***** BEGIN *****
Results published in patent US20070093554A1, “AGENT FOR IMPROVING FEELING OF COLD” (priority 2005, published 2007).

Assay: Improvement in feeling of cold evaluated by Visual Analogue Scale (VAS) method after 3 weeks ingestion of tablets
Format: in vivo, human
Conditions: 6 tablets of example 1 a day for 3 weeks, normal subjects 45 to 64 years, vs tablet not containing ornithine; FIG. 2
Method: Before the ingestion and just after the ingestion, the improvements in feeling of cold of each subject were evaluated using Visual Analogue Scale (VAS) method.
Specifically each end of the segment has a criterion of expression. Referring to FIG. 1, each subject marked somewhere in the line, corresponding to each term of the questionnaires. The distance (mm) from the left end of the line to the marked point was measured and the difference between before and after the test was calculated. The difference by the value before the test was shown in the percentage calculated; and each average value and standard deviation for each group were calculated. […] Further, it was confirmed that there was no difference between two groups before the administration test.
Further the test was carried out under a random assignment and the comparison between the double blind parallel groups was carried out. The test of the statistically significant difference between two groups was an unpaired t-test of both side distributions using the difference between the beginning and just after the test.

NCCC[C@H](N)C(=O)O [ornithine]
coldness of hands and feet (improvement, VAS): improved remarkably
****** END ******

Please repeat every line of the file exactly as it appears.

Results published in patent US20070093554A1, “AGENT FOR IMPROVING FEELING OF COLD” (priority 2005, published 2007).

Assay: Improvement in feeling of cold evaluated by Visual Analogue Scale (VAS) method after 3 weeks ingestion of tablets
Format: in vivo, human
Conditions: 6 tablets of example 1 a day for 3 weeks, normal subjects 45 to 64 years, vs tablet not containing ornithine; FIG. 2
Method: Before the ingestion and just after the ingestion, the improvements in feeling of cold of each subject were evaluated using Visual Analogue Scale (VAS) method.
Specifically each end of the segment has a criterion of expression. Referring to FIG. 1, each subject marked somewhere in the line, corresponding to each term of the questionnaires. The distance (mm) from the left end of the line to the marked point was measured and the difference between before and after the test was calculated. The difference by the value before the test was shown in the percentage calculated; and each average value and standard deviation for each group were calculated. […] Further, it was confirmed that there was no difference between two groups before the administration test.
Further the test was carried out under a random assignment and the comparison between the double blind parallel groups was carried out. The test of the statistically significant difference between two groups was an unpaired t-test of both side distributions using the difference between the beginning and just after the test.

NCCC[C@H](N)C(=O)O [ornithine]
coldness of hands and feet (improvement, VAS): improved remarkably